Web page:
Are Back Problems Limiting Your Cardiac Exercise?

Cardiac Fitness Institute - London Health Science Centre - Ontario
2003

Low back pain is one of the most common complaints among adults in North America. It accounts for more lost person-hours than any other type of occupational injury and is the most frequent cause of activity limitation in individuals under age 45. In the U.S., it costs at least $ 16 billion each year and disables 3.4 million individuals. However, with exercise and being physically fit, we can decrease the likelihood of this problem from happening to us. But what if you already have this problem? While diagnosis and treatment of lower back pain are complicated, hopefully this article can help us all to have a " layman's " understanding of what pain to pay attention to, potential causes, treatments and reducing risk of future back problems.

It is important to not only pay attention to pain in the central part of the lower back but also in the buttock/hip area, in the back or outside of the thigh and down into the calf, even including "pins and needles" in the foot [pain that goes down the leg is caused by pressure on the sciatic nerve and is called " sciatica "]. If any of these symptoms persist, your family doctor should be notified for further testing.

Most low back pain is caused by prolonged overstretching of ligaments and other surrounding soft tissue. This pain produced by overstretching arises particularly when we develop poor postural habits. Whenever we remain in a relaxed position, be it standing, sitting or lying, prolonged stretching can easily occur. As well, severe overstretching, to the point of damaging soft tissue, can result from such things as the twisting motion of swinging at a tennis ball, shooting a slapshot in hockey or swinging a golf club. Strains from falls and lifting excessively heavy objects [especially when the legs are not used to do the lifting] can cause severe overstretching.

Treatments for low back pain vary from person to person and depends upon a number of other factors. One treatment could include taking such medications as ASA, Ibuprofin or Robaxicet/Robaxicil to reduce inflammation. Acupuncture, chiropractic treatment, therapeutic massage and physiotherapy are also effective. A relatively new approach is a specific regimen of self-treatment back exercises designed around the severity and location of your back pain [ a book entitled " Treat Your Own Back " by Robin McKenzie - this is an excellent educational tool for anyone suffering from low back pain ].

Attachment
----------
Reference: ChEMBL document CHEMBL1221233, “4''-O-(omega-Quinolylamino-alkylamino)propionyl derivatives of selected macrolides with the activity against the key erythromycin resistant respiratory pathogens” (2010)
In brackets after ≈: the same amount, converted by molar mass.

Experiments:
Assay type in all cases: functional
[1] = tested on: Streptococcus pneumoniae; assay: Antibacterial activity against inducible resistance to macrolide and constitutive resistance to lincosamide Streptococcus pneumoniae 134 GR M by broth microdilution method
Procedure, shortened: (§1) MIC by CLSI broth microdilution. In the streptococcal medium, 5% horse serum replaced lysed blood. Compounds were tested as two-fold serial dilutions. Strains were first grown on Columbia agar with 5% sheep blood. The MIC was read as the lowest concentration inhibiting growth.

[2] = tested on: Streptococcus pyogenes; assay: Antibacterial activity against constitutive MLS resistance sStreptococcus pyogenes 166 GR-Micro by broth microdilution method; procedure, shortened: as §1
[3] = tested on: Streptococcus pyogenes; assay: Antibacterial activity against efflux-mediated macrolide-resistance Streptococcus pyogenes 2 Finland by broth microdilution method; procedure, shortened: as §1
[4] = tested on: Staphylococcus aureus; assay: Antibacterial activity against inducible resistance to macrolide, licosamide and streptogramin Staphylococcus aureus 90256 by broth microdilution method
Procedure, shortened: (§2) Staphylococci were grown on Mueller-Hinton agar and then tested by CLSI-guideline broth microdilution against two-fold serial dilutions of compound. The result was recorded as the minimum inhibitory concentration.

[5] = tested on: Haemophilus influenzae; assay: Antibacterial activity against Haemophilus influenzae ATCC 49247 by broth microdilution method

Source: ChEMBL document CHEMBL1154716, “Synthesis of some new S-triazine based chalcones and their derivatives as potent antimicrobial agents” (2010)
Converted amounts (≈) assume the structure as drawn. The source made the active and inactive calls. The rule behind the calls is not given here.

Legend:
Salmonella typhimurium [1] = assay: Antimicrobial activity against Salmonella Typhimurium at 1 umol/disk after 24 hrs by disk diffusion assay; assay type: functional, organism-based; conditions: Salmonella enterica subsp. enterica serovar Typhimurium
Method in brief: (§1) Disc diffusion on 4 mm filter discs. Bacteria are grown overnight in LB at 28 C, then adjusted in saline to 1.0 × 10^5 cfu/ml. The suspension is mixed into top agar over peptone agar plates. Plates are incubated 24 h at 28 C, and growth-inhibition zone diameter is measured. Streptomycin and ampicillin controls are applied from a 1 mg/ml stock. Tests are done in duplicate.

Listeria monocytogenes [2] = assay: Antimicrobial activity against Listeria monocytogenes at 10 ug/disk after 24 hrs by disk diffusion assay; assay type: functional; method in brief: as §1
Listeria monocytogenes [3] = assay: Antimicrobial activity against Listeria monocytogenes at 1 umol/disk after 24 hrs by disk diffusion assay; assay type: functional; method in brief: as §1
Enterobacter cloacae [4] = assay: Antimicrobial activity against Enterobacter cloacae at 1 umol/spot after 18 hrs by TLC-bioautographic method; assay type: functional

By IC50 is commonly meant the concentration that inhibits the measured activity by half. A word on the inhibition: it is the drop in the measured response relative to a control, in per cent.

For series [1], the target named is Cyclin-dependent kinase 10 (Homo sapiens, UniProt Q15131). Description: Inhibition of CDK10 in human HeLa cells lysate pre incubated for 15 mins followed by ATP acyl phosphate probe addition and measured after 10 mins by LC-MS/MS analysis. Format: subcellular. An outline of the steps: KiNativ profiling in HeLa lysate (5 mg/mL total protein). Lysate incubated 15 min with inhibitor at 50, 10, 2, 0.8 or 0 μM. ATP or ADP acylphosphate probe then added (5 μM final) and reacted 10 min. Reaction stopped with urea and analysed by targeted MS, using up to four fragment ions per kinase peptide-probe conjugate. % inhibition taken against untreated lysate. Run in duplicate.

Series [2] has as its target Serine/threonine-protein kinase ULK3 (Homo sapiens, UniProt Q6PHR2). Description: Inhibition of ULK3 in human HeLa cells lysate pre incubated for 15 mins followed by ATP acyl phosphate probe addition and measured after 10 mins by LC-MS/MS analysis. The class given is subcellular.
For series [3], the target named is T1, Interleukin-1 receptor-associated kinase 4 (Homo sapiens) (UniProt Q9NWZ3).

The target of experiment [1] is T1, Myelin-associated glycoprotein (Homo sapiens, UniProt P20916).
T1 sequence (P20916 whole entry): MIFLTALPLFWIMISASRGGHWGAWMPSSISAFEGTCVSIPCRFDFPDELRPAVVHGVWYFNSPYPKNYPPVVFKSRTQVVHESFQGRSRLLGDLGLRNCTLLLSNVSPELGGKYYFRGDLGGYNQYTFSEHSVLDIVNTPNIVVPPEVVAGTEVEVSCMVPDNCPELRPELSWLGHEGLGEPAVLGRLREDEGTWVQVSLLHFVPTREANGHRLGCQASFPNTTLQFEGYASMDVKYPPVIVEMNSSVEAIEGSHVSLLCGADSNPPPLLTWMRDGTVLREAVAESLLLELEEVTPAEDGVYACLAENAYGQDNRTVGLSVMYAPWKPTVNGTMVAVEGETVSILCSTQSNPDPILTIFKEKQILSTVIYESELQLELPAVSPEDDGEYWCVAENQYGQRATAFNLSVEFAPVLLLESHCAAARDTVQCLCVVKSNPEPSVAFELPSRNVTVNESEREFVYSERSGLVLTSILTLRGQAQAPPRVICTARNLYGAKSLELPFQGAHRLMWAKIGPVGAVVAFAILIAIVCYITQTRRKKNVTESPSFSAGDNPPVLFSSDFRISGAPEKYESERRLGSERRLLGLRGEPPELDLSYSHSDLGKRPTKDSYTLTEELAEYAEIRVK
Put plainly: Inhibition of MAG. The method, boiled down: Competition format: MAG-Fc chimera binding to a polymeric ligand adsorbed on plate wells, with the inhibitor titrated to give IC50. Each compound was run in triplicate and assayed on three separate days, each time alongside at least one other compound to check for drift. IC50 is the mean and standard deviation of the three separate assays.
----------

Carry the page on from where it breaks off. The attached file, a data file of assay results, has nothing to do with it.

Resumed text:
To minimize the risk of future back problems requires a few things from us:

1. We have to change our posture: sit as little as possible but if you must sit, choose a firm, high chair with a straight back and lumbar roll against your lower back. Avoid sitting on a low soft couch with your legs straight out in front of you. When getting up from a sitting position, move to the front of the seat, stand up by straightening the legs and avoid bending forward at the waist. Drive the car as little as possible; if you must drive, your seat must be far enough back from the steering wheel to allow you to drive with relatively straight arms. This holds your upper body back and prevents you from slouching. A lumbar roll should always be used when driving. If working in the garden, do so from down on all fours. If you have acute back pain, you should not lift at all! If you must lift, avoid awkward or heavy items and always use correct lifting techniques.

2. A firm mattress supported by a firm base such as a 3/4 " thick piece of plywood between the mattress and box spring or placed directly on the floor will help keep your back in neutral position while you sleep. Also, when getting up from bed, turn on one side, draw both knees up, drop your feet over the edge of the bed and push yourself up to a sitting position using your arms.

3. And last but definitely one of the most important is to strengthen the abdominal and lower back muscles specifically and increase overall flexibility [a " Back Exercise " handout is available by asking our staff]. It should be noted that non-weight bearing aerobic exercise on an exercise bicycle [especially a recumbent one, because it would help insure proper posture] or in a swimming pool, should not make an existing back problem worse - but you should seek direction from your family doctor on the matter first.

In conclusion, low back pain can seriously affect your ability to do aerobic exercise for your cardiac fitness. Therefore, it is very important that we pay attention to the early warning signs of the various pain locations that were mentioned above and seek medical advice as soon as possible. Doing this can help minimize the extent of the problem and the rehabilitation of your back problem can start earlier, thereby speeding recovery from your back pain and enabling you to resume cardiac fitness exercising with minimal downtime. Don't let back problems limit your cardiac exercise.

Resource Manual for Guidelines for Exercise Testing and Prescription 2nd edition - American College of Sports Medicine
Treat Your Own Back - Robin McKenzie

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